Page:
‘No solution in sight’ for trade: Berlin

FALLOUT::Germany’s economics minister said reciprocal confrontation was not an answer, while White House advisers went on the attack against Canada’s Trudeau

Reuters, BERLIN

Tue, Jun 12, 2018 - Page 6

Germany sees no immediate solution to the trade dispute with the US, and Europe must act decisively in the wake of US President Donald Trump’s decision to impose tariffs on metals, German Minister for Economic Affairs and Energy Peter Altmaier said yesterday.

Trump stunned allies on Sunday by backing out of a joint communique agreed by G7 leaders in Canada that had mentioned the need for “free, fair and mutually beneficial trade” and the importance of fighting protectionism.

Trump, who has shocked allies by hitting them with tariffs on steel and aluminum, also said he might double down by hitting the auto industry, a particularly sensitive issue for Germany whose car industry relies heavily on the US market.

“It is important that the Europeans act decisively,” Altmaier told Deutschlandfunk public radio. “At the moment it seems that no solution is in sight, at least not in the short term.”

“We are ready to discuss trade imbalances. We are ready to consider factual arguments, but we believe this should happen among friends and partners and not through reciprocal confrontation,” he said.

Altmaier said that the G7 leaders’ summit had produced “setbacks,” adding that further tariffs by the Trump administration would not only harm its allies, but also the US economy.

German Chancellor Angela Merkel on Sunday said Trump’s backing out of the G7 final communique via Twitter was “sobering and a bit depressing.”

She promised an EU response to the steel and aluminum tariffs in line with WTO rules.

Merkel was scheduled to hold talks yesterday IMF managing director Christine Lagarde, WTO Director-General Roberto Azevedo, Organisation for Economic Co-operation and Development Secretary-General Angel Gurria and World Bank president Jim Yong Kim.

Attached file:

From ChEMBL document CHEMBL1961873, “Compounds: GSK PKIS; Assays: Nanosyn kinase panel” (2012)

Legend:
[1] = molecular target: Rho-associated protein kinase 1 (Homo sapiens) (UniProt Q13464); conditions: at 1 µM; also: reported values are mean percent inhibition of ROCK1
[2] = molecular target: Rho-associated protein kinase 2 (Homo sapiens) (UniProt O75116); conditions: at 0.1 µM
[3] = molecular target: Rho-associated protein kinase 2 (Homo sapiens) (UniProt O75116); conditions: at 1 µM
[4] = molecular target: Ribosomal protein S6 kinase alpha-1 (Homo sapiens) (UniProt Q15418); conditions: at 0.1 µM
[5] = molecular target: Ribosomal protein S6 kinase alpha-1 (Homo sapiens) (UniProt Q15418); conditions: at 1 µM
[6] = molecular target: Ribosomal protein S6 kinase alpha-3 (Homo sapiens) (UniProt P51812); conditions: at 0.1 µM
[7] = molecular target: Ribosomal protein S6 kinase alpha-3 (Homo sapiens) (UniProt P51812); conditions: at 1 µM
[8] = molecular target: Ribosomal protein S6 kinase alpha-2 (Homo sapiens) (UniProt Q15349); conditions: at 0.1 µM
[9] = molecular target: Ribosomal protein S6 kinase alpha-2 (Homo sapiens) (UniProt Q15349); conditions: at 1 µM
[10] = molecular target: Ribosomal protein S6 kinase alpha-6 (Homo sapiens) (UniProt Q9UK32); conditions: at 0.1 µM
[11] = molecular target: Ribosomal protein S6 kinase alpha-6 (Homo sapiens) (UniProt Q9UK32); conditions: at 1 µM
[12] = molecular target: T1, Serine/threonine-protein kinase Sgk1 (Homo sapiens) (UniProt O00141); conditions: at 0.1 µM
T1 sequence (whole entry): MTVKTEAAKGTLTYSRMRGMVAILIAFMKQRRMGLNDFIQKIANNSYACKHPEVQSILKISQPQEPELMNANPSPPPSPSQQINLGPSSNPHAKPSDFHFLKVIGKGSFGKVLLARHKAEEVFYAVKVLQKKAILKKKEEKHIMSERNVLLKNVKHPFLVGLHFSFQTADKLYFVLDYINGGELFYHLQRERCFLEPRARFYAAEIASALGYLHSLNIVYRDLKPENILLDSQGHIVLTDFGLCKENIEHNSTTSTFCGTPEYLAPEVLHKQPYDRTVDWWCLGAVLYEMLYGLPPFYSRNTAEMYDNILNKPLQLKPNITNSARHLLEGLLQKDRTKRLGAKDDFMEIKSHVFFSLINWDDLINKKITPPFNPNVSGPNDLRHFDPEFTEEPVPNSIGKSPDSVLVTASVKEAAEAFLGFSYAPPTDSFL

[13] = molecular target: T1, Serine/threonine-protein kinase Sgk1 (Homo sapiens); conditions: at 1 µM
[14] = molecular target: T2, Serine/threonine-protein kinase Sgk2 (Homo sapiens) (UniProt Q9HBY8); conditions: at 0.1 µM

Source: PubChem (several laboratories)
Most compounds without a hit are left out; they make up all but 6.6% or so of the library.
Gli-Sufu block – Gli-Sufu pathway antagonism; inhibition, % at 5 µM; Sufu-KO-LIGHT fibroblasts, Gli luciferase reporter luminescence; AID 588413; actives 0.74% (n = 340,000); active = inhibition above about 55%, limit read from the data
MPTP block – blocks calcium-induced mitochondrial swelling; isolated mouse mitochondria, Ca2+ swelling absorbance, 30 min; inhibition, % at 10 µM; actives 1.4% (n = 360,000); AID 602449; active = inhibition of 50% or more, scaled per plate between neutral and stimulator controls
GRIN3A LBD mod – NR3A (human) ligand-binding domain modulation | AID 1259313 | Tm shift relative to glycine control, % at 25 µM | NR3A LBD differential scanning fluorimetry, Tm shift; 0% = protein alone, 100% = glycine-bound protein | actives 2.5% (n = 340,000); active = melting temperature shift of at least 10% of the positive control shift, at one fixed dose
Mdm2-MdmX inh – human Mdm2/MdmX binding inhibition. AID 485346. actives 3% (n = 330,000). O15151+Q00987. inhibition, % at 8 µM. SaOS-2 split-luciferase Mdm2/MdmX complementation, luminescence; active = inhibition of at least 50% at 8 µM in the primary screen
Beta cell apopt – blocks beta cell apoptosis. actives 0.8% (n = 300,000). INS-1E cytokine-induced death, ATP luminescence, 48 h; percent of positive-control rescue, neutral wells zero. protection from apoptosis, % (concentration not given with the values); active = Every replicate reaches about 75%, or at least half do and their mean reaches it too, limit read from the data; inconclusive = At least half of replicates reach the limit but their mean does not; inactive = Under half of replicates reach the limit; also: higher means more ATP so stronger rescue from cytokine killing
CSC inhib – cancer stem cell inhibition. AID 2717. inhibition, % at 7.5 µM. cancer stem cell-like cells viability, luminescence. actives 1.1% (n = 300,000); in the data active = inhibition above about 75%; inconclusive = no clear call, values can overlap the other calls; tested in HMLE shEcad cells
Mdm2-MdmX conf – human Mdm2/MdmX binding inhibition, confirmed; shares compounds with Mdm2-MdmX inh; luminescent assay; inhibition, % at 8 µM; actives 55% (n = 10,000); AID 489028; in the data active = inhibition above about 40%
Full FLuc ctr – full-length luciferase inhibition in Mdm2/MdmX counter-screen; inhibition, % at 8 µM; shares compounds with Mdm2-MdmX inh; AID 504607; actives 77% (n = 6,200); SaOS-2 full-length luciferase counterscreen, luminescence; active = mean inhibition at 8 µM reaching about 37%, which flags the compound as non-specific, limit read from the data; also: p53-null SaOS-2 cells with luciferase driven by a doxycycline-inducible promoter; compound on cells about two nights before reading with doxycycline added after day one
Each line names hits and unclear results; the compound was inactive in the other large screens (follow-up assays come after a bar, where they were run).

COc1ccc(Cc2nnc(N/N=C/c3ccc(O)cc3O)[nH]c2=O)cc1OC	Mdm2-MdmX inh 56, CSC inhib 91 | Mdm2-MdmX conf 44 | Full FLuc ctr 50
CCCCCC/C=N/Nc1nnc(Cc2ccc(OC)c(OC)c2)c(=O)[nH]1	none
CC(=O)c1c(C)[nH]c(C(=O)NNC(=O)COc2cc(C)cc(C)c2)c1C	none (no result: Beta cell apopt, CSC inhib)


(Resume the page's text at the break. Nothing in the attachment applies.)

Unbowed, Trump tweeted anew yesterday morning from Singapore, repeating his criticism of US trade policies with Canada — he also took aim at Germany — in a multi-tweet rant that went beyond 200 words all told.

At one point the US leader wrote, “Justin [Trudeau] acts hurt when called out!”

“Why should I, as President of the United States, allow countries to continue to make Massive Trade Surpluses, as they have for decades, while our Farmers, Workers & Taxpayers have such a big and unfair price to pay?’’ he tweeted.

Trump ‘s advisers took up attack in appearances on Sunday’s television news shows, leveling more withering and unprecedented criticism against the Canadian prime minister, branding him a back-stabber unworthy of Trump’s time.

“There’s a special place in hell for any foreign leader that engages in bad faith diplomacy with President Donald J. Trump and then tries to stab him in the back on the way out the door,” White House National Trade Council Director Peter Navarro, said on Fox News Sunday.

Trump “did the courtesy to Justin Trudeau to travel up to Quebec for that summit. He had other things, bigger things, on his plate in Singapore,” Navarro said.

“He did him a favor and he was even willing to sign that socialist communique. And what did Trudeau do as soon as the plane took off from Canadian airspace? Trudeau stuck our president in the back. That will not stand,” Navarro added.

US National Economic Council Director Larry Kudlow suggested Trump saw Trudeau as trying to weaken his hand before the summit with North Korea’s Kim Jong-un, saying Trump would not “let a Canadian prime minister push him around… Kim must not see American weakness.”

Trudeau pulled a “sophomoric political stunt for domestic consumption” that amounted to “a betrayal,” said Kudlow, who appeared on CNN’s State of the Union and CBS’ Face the Nation.

In response to the initial tweets critical of her country and prime minister, Canadian Minister of Foreign Affairs Chrystia Freeland said her nation “does not conduct its diplomacy through ad hominem attacks.”

Additional reporting by AP